Set out below is an excerpt from our December 2017 quarterly update to investors.
Please note that the information is suitable only for wholesale investors, as defined by the Australian Corporations Act.
Outlook for 2018
Our view remains the same. We are bullish, especially on selected emerging growth companies. We are in a sweet spot where inflation is low, interest rates are low and global economies are growing with no major economies in a recession. The IMF this week upgraded their global growth forecast for 2018 to 3.9%, its highest level since 2010.
Ray Dalio is the founder/chairman/chief investment officer of Bridgewater Associates, often quoted as the world’s largest hedge fund. His personal worth is estimated at US$17bn. He is a great researcher, thinker and strategist, so when he speaks we listen.
Ray Dalio made these statements at the World Economic Forum in Davos early in 2018:
“If you’re holding cash, you’re going to feel pretty stupid”
“we are in a Goldilocks period right now. Inflation isn’t a problem. Growth is good, everything is pretty good with a big jolt of stimulation coming from changes in tax laws.”
“there’s a lot of cash on the sidelines, I don’t just mean investor cash, I mean banks have a lot of cash, corporations have a lot of cash, so we are going to be I think inundated with cash… leading to a potential market blow-off”
“we’re in the later part of the cycle… this is classic late cycle behaviour”
From Technical Investing’s point of view, this is exactly what we have been talking about and what our funds are positioned to take advantage of. We are targeting emerging growth stocks which are delivering on good investing themes; we will see money flow into these late cycle investments.
Cash on the sidelines should come in with the fear of missing out and drive an accelerated blow-off move up. Of course nothing is certain, however this is classic behaviour – it can run for quite some time and it’s good that we are getting confirmation from one of the world’s largest and best investors.
Dalio commented that whilst he doesn’t know how long this stage will be (“it could be a year”), he did think that in two years it’s likely we could have seen some problems and rate rises might have pricked the balloon. We are also of this view and believe there will be a time to be sellers, especially if the market and these stocks enter a blow-off up stage. We will be looking for signs of that, but at this point we believe more time and rises need to occur before we become active sellers.
For the full 15min interview you can click here:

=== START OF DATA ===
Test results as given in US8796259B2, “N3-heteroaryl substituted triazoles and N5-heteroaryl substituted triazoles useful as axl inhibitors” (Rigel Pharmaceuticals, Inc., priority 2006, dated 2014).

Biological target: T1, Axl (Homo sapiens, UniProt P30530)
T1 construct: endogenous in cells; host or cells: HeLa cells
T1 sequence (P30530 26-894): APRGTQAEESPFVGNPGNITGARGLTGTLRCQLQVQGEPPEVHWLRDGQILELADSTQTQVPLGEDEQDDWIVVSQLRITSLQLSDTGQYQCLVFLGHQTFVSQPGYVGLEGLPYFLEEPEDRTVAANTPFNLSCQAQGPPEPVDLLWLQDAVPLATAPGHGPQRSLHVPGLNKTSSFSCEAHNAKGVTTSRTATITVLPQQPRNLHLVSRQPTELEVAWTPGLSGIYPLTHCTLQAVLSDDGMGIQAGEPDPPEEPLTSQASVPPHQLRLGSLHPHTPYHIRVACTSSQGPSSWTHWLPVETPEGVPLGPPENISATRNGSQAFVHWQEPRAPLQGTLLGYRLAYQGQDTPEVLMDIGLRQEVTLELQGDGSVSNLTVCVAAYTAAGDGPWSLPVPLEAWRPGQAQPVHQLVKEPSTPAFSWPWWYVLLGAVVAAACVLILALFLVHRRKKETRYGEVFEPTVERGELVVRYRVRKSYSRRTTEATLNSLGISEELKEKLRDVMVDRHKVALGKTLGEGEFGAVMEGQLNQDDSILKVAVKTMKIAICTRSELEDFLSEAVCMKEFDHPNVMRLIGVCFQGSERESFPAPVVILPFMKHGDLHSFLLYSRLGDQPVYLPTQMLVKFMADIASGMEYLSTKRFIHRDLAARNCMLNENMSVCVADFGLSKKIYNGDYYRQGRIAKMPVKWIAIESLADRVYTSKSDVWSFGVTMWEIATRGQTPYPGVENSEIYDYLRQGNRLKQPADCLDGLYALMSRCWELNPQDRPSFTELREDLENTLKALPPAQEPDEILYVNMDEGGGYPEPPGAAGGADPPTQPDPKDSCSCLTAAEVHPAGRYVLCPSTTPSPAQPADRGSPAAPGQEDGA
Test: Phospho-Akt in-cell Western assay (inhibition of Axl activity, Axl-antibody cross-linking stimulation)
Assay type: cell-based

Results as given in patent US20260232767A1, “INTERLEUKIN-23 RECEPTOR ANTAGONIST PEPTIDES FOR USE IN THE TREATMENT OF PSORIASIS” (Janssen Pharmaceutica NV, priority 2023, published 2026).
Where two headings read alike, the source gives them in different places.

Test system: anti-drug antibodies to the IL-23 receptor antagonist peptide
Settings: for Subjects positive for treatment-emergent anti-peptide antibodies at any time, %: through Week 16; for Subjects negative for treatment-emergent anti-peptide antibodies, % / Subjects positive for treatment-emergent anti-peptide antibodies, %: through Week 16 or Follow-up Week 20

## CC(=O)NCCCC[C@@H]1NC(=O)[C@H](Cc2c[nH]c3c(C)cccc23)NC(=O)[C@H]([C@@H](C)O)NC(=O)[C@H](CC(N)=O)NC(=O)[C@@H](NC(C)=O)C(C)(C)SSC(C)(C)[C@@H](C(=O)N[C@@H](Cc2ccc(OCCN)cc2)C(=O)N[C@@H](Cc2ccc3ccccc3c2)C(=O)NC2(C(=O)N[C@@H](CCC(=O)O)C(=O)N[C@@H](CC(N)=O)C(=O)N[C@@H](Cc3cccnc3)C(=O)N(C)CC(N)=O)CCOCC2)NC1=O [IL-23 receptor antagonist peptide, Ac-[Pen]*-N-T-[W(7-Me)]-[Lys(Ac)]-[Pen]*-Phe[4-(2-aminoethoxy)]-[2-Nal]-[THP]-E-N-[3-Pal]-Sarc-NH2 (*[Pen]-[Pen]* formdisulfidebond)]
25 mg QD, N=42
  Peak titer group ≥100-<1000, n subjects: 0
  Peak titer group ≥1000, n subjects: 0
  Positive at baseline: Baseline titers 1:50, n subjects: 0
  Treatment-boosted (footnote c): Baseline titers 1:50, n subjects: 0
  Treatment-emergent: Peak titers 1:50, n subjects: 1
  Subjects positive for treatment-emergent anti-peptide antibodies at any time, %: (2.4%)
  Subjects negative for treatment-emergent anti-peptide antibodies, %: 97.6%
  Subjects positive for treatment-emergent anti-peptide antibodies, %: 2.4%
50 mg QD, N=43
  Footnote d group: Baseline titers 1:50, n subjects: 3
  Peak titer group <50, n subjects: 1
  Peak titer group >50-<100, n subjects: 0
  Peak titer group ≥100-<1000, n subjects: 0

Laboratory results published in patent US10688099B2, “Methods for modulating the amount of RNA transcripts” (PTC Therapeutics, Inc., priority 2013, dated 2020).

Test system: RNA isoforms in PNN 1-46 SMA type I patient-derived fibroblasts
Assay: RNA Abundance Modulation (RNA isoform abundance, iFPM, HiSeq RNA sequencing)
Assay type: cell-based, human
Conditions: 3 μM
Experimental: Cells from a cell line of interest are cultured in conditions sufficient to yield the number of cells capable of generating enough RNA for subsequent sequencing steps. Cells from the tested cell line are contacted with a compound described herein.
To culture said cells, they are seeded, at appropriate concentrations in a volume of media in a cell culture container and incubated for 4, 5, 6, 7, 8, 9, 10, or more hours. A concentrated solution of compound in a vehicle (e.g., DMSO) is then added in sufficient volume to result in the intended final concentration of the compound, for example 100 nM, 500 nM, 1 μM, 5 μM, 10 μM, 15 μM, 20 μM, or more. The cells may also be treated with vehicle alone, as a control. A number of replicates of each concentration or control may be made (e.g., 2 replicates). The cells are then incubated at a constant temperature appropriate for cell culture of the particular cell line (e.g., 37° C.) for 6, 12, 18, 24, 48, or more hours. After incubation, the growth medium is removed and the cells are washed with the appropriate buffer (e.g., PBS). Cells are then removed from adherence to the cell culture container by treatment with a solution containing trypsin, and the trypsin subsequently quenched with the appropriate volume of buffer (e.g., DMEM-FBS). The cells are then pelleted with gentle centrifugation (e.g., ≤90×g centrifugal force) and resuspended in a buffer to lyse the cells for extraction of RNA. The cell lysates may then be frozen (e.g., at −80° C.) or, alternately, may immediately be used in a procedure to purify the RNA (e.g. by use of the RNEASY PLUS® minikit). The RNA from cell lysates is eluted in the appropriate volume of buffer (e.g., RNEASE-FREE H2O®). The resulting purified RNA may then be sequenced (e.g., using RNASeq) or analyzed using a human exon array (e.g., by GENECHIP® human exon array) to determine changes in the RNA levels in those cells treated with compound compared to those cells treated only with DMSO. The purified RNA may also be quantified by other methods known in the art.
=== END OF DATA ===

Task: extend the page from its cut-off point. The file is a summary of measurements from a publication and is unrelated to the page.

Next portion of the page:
Sentiment levels are very bullish, excessively so. This means that the market could have a pullback at any point. However, we have not seen a lot of volatility over several months. Volatility is usually what is required before a major change in trend.
So we remain positive in the market and very positive selected investments. If world growth is improving then growth companies and resources should be good areas to look for opportunities.
Some areas of the market look over priced with some growth stocks looking to have moved well ahead of reasonable valuations. Others continue to look quite attractive. So selectivity now is the key. Gold, copper and certain other resources look as though they can go higher.
Business confidence is high, consumer confidence is still lagging. Further good news should change that. We have seen figures suggesting self-funding retirees still hold 17% cash – with increasing confidence, some of that should also enter the equities market.
The information herein is believed to be reliable, however may not have been verified by TI. TI assumes no responsibility for errors, inaccuracies or omissions in this document. The information contained in this document is general in nature and has no regard to the specific investment objectives, financial or particular needs of any specific recipient. The Directors and/or staff of TI and/or their associates may have a personal interest in securities mentioned in this report. Please note the information and opinions contained in this newsletter are not investment advice and should not be construed to be a recommendation to buy or sell the Technical Investing Absolute Return Fund, securities, commodities, currencies or financial instruments referred to above.